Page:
Something I did not account for would be lack of atmosphere and absolute zero temperatures. Though something with sun on it doesn't lose orbit... Scratch that last one.
Rather than trying to create a vacuum around what might be an art exhibit (or a big rock that rolled into town), I have to think of a way that air negates the small effect...
A head-scratcher if ever I saw one.

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Offline TomFoolery

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Re: Moons - the small effect
« Reply #10 on: March 04, 2019, 07:35:49 PM »
Do you suppose the small effect accounted for the attraction I had between my lead weights?


Mysfit

Re: Moons - the small effect
« Reply #11 on: March 04, 2019, 07:52:22 PM »
Do you suppose the small effect accounted for the attraction I had between my lead weights?


Not proven the small effect yet. All I have is observations of it at work in space. Was your test in a vacuum?

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Offline TomFoolery

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Re: Moons - the small effect
« Reply #12 on: March 04, 2019, 08:24:51 PM »
Do you suppose the small effect accounted for the attraction I had between my lead weights?

Not proven the small effect yet. All I have is observations of it at work in space. Was your test in a vacuum?
No, that one was not in a vacuum.
The next one I'm planning is in a vacuum, and involves a single big mass and a single small mass, the latter being inside a vacuum.  Instead of lead and lead, I am planning to use lead and tungsten.

Mysfit

Re: Moons - the small effect
« Reply #13 on: March 04, 2019, 08:28:48 PM »
Well, if it gains orbit, let me know.

I don't think mass matters for the small effect, or a mountain might demonstrate it.

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Offline TomFoolery

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Re: Moons - the small effect
« Reply #14 on: March 04, 2019, 08:58:27 PM »
Well, if it gains orbit, let me know.

I don't think mass matters for the small effect, or a mountain might demonstrate it.

It won't gain orbit. The tungsten weight weighs like 70 grams or something. It would be swinging from a string in a vacuum, then see if it's swing rate changed with the addition of a dense mass above or below it.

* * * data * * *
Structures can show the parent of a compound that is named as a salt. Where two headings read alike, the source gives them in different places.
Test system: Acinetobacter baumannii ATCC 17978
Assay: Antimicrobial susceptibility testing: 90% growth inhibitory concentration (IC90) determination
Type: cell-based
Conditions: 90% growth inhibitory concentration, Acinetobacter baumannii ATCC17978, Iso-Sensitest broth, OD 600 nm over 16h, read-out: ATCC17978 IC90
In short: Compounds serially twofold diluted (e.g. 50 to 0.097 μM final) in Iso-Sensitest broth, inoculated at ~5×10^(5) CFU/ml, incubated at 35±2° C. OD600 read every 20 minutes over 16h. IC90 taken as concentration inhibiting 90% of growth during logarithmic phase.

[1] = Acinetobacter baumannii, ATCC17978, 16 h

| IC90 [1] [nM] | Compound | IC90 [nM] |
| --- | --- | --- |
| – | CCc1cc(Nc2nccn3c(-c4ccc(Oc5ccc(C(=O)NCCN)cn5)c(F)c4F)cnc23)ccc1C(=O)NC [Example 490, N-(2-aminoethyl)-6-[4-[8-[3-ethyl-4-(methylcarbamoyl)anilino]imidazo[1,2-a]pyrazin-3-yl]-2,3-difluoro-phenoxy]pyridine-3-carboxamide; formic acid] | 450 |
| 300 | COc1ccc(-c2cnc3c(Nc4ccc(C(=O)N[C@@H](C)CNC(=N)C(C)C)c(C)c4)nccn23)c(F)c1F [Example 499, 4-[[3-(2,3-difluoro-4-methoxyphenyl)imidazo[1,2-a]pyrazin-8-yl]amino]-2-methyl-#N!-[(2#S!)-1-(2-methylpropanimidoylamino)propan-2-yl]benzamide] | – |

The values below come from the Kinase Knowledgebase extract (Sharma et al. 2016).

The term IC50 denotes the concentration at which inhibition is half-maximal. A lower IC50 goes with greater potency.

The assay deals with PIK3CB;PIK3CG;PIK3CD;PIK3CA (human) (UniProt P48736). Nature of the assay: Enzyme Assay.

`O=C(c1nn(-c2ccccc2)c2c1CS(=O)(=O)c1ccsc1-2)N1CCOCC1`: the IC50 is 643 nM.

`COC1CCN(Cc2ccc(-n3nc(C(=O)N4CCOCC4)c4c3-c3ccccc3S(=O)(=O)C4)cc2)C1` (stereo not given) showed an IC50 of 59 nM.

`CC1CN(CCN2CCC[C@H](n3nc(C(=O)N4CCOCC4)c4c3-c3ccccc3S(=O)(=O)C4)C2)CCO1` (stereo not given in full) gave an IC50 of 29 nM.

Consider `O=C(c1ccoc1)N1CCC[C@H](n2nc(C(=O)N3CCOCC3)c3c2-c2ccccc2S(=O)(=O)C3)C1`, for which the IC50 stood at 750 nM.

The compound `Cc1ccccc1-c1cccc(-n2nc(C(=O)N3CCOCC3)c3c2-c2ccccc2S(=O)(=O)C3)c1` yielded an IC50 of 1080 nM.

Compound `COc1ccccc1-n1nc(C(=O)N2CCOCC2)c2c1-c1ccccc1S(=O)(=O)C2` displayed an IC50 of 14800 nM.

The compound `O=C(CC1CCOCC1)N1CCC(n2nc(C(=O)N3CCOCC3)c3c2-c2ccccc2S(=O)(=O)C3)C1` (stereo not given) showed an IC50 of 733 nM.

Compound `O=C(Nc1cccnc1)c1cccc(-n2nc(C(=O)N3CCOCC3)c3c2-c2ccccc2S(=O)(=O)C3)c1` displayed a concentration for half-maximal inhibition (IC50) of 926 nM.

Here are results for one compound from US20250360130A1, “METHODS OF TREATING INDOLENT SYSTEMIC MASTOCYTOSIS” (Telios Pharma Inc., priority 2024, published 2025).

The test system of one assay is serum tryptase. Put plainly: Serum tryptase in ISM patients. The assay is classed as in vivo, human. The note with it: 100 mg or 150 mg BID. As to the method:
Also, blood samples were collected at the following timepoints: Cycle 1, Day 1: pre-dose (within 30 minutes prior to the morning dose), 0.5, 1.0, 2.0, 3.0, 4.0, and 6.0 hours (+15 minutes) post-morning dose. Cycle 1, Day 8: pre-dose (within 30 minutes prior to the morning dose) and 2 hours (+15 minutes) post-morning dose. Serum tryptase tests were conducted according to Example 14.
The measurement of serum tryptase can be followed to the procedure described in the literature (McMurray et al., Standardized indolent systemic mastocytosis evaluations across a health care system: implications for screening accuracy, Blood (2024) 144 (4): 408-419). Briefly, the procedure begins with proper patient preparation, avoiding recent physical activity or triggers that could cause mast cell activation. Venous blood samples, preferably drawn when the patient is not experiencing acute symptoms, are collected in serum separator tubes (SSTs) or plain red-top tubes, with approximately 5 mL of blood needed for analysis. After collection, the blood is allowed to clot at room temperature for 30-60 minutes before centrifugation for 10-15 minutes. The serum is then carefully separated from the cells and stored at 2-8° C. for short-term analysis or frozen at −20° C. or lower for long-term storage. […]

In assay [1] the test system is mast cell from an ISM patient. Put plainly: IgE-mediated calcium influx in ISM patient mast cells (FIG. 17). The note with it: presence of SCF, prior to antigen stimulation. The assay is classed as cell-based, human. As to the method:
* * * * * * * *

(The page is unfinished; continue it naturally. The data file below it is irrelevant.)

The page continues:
But I may not be following your small effect. Which effect is it you're trying to measure?

Mysfit

Re: Moons - the small effect
« Reply #15 on: March 04, 2019, 09:24:51 PM »
Just the effect that allows moons (and moon moons) orbit bigger objects, normally spheres.
I am applying the small scale gifted from most flat earth theories (tiny planet in front of the sun and it's relatively tinier moons).

So, small and effect. small effect.
Not the most creative name, but I give it an 'A' for effort.

Anyway, I don't know of a round earth equivalent, but gravity is the closest.
I am attempting to discover the physical laws of a flat earth, as I believe it needs new ones.

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Offline TomFoolery

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Re: Moons - the small effect
« Reply #16 on: March 04, 2019, 09:34:43 PM »
Just the effect that allows moons (and moon moons) orbit bigger objects, normally spheres.
I am applying the small scale gifted from most flat earth theories (tiny planet in front of the sun and it's relatively tinier moons).

So, small and effect. small effect.
Not the most creative name, but I give it an 'A' for effort.

Anyway, I don't know of a round earth equivalent, but gravity is the closest.
I am attempting to discover the physical laws of a flat earth, as I believe it needs new ones.

Well if you need me to try an experiment in a small vacuum jar let me know.

It may be difficult though since whatever attraction is between us and the earth really swamps out trying to measure weaker forces.

I know that if you take a goose down feather and put it in a vacuum jar, it rattles around like a marble in there -- it can fall just like a BB and it bounces like  a rubber ball in there too, without the air slowing it down.


Mysfit

Re: Moons - the small effect
« Reply #17 on: March 06, 2019, 02:31:54 PM »
A bouncing feather sounds interesting, but I am unsure your experiment is big enough (ironically) to test for the small effect. It appears to have an upper and lower limit.

So, the vacuum is the only difference I can think of. It works in one, but not out of one.
There are some gaseous planets, but they still orbit...
Maybe the vacuum around it? But that would mess with tests like yours in a vacuum.
If anyone can think of a solution, I am happy to test